Why we need a leap year: astrophysicists explain extra day in February 2024

The 29th day occurs in February every four years, and there is such a long month in 2024.

2024 is a leap year, but some people don’t know what that actually means. Why are there 29 days in February instead of 28 days in a leap year? Phys, astrophysicists Minjae Kim and Dr. from the University of Warwick in England. He writes that James McCormack explains the essence of this phenomenon.

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According to Kim, leap years are critical for aligning our calendar with the Earth’s orbital motion around the sun. The duration of a complete rotation of our planet around the Sun, also called the tropical year, is approximately 365.24 days. Accordingly, this value is slightly more than the number of days in the standard calendar consisting of 365 days. Although only a quarter of a day may seem like a small increase, over time it leads to a noticeable change in the calendar

If this extra time is not taken into account, the normal calendar will be out of sync with the astronomical seasons, leading to significant shifts over many years, Kim said. Leap years are needed to prevent this shift and keep the standard calendar consistent with the Earth’s journey around the Sun.

To avoid any inconsistencies, one more day is added to the 29th of February every four years. This simple solution to the problem was perfected in the Gregorian calendar, the most used calendar system on earth.

According to McCormack, leap years were introduced into the calendar system in ancient Roman times, when the year was divided into 12 months and 365 days. In 46 BC, Julius Caesar proposed a new Julian calendar that added one more day to February, the shortest month of the year. One day had to be added every 4 years; This was supposed to provide a predictable fix for the quarter day offset issue.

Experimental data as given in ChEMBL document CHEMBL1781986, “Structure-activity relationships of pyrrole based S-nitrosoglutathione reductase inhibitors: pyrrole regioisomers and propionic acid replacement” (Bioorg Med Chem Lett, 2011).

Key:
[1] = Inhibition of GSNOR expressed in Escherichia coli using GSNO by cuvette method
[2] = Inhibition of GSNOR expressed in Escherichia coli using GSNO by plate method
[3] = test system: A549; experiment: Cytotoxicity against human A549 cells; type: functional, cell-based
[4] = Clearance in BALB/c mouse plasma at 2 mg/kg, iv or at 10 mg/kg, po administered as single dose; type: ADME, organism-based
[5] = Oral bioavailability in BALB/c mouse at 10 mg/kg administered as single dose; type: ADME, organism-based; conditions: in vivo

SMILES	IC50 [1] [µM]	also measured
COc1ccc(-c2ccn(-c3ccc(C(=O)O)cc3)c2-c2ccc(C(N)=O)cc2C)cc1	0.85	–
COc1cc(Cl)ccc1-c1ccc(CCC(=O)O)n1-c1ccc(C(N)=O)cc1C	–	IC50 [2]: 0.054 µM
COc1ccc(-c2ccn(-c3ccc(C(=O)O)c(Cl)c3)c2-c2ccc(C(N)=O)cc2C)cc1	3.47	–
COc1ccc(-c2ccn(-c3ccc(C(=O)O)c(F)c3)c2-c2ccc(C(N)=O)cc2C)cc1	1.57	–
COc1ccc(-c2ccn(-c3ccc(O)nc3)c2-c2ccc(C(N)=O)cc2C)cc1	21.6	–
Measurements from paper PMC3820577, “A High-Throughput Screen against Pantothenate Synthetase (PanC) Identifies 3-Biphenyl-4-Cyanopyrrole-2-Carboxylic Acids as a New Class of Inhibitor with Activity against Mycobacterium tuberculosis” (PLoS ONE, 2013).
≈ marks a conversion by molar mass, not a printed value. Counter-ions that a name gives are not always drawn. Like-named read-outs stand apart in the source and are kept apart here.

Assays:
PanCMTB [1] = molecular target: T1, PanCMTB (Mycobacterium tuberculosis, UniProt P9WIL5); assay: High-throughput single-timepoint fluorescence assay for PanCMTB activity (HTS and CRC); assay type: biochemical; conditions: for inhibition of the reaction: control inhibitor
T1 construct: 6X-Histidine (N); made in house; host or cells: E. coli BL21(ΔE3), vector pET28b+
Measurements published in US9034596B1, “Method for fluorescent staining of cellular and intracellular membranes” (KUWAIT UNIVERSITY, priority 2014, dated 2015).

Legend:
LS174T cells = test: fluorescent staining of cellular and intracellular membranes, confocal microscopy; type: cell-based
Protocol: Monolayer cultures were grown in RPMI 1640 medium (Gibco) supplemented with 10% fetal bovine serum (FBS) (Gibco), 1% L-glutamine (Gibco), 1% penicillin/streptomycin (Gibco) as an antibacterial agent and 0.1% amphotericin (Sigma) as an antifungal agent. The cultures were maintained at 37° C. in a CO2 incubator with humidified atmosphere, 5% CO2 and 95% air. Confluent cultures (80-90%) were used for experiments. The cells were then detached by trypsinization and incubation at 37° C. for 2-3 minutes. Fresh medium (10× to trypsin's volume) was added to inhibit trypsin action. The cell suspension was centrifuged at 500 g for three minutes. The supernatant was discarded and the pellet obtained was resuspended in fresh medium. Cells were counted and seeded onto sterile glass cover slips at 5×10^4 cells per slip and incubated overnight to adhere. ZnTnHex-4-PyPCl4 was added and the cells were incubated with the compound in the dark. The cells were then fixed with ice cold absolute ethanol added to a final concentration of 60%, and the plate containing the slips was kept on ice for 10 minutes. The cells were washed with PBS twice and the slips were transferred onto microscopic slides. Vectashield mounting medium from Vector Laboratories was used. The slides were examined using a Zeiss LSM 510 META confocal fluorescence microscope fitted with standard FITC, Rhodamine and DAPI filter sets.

But in reality there was an overcorrection. After all, the solar year does not last exactly 365.25 days, in fact it lasts a little less – 365.2422 days. Therefore, the Julian calendar and the solar year no longer deviated from each other by that much, but by about 11.2 minutes per year.

By the end of the 16th century, this caused the calendar to deviate from the solar year by 13 days. Therefore, Pope Gregory XIII initiated a calendar reform in 1582 and introduced the Gregorian calendar, which modified the Julian calendar to accommodate the 11.2-minute shift.

According to McCormack, the Gregorian calendar skips 3 leap days every 400 years to ameliorate the excessive adjustments made by the Julian calendar. Therefore, the average length of the year is 365.2425 days, which is closer to the length of the solar year – 365.2422 days.

Scientists say leap years are an indication of how humans have been able to reconcile Earth’s concept of time with the natural rhythm of the universe.

As I already wrote FocusA 2000-year-old astronomical calendar was found in a tomb in China. According to archaeologists, the calendar consists of 23 wooden tablets.

Source: Focus

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